Until recently, repetitive regions of the genome had been dismissed as junk DNA. However, it is now widely accepted that non-coding tandem repeats (TRs) hold highly valuable information that is important for regulating gene expression. To date, TRs have been implicated in causing over 30 rare diseases. Since large, novel TRs have been very difficult to identify in patients, we and others speculate that there may be many more rare diseases caused by repeat expansions. In this paper we describe the variation in repetitive DNA among 3,619 control individuals. We propose to use this as a comparative dataset to identify novel pathogenic repeats in disease genomes. This will be my mission for the remainder my PhD.
I joined Dr. Stephan Zuchner’s laboratory two years ago. He described my project as “high risk, high reward” which created mixed feelings of excitement and nervousness. Two years later, after long hours of developing my repeat expansion detection pipeline using the dataset described here, I am confident that I will find that needle in the haystack.
There is widespread interest among the scientific community in decoding repetitive DNA. However, this comes with many challenges. First and foremost is the obstacle of aligning repeat-rich DNA from short-read sequencing technology to the reference genome and estimating the true number of repeats in the sample genome. Fortunately, Matt Danzi on my team befriended Egor Dolzhenko at Illumina who had developed a tool called ExpansionHunter Denovo (EHDn) to do just that. Egor generously allowed us to use it before it was made publicly available. We used EHDn to detect TRs on a genome-wide scale, focusing specifically on TRs larger than ~175bp. We selected this approach because we noted a gap in the availability of information for long repeats in control genomes, while almost all non-coding repeat expansion diseases are caused by TRs of at least 175bp. Another advantage of EHDn over other available tools is its unbiased nature of detecting repetitive motifs in the genome, which means that it does not need guidance from a reference TR set and can detect motifs that differ from the reference genome.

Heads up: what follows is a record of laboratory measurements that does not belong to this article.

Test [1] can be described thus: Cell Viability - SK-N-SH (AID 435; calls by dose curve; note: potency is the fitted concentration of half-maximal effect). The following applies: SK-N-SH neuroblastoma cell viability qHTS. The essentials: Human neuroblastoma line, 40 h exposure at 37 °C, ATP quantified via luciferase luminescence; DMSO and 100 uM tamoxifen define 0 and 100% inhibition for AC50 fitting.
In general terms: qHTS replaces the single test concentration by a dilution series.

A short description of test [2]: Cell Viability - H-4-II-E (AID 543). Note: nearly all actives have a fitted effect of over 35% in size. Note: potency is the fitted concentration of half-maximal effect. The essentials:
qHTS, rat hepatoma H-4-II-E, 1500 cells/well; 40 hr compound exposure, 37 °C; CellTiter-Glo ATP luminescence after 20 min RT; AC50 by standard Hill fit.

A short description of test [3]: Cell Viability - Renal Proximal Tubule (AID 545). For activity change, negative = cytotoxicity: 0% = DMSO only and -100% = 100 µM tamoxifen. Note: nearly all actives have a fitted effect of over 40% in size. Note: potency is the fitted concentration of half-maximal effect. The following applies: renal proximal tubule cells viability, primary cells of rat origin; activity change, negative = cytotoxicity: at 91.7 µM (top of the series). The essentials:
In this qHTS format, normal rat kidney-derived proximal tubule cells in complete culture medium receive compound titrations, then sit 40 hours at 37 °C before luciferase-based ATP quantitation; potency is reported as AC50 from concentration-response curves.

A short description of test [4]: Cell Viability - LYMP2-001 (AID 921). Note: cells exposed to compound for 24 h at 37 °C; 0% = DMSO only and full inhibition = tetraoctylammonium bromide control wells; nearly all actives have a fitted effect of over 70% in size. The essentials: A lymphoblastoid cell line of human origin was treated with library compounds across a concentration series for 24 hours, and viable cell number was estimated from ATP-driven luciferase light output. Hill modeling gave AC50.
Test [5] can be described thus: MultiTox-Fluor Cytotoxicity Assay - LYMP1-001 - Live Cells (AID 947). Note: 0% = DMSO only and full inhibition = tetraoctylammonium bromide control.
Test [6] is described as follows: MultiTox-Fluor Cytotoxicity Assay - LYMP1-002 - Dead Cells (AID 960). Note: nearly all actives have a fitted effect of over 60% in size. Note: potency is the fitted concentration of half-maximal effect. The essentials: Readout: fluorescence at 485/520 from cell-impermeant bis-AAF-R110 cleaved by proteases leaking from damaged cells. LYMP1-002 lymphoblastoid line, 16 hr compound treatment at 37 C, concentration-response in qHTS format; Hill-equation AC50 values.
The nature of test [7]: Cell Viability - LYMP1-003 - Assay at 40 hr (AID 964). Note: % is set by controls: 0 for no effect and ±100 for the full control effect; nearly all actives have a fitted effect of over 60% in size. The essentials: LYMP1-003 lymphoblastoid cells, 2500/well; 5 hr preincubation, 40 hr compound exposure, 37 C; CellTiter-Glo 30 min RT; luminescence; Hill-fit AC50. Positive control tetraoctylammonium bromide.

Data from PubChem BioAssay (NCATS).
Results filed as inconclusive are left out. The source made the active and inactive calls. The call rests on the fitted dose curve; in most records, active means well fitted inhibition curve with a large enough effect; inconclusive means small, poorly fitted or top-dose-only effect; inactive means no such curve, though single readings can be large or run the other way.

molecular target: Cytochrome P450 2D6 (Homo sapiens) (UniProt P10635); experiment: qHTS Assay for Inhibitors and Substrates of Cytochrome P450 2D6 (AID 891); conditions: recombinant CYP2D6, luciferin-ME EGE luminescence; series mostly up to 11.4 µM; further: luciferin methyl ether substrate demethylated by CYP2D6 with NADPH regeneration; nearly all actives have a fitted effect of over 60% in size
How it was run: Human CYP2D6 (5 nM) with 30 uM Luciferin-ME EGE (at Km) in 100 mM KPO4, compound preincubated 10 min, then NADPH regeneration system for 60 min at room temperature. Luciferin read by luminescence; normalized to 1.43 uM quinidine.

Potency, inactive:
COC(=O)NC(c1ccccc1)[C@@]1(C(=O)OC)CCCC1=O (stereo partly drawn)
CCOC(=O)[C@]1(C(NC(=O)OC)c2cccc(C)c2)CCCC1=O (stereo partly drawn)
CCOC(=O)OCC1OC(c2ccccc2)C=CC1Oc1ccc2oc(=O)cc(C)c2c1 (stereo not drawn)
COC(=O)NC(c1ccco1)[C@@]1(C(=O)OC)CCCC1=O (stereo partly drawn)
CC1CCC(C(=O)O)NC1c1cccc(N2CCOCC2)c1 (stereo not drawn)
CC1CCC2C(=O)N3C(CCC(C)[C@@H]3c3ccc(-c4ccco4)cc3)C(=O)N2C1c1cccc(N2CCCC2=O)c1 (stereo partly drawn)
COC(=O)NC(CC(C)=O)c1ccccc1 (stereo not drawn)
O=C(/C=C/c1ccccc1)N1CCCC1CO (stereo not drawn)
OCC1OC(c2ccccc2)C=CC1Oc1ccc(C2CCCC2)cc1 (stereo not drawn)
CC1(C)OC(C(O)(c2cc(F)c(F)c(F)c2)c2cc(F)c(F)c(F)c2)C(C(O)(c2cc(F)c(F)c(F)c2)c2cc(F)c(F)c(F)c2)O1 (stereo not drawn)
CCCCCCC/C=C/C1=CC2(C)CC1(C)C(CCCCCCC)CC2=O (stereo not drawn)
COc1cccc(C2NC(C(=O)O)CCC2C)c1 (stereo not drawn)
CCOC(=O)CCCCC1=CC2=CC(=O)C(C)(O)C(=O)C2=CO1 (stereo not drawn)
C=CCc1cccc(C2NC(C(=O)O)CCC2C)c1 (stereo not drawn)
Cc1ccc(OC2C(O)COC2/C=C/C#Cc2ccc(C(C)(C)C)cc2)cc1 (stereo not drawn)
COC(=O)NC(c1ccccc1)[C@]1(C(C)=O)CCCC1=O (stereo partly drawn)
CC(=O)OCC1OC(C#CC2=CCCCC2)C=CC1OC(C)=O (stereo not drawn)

When we got our hands on PacBio long-read sequencing data for 5 of our samples, we finally had the chance to truly test how accurate EHDn was at identifying expansions. We were delighted to see that our false positive detection rate was less than 4%. This gives us the confidence that our data is extremely reliable. We are excited to share this dataset with the greater scientific community so that we can spur a collective effort to identify novel pathogenic repeat expansions and begin to close the gap in missing heritability.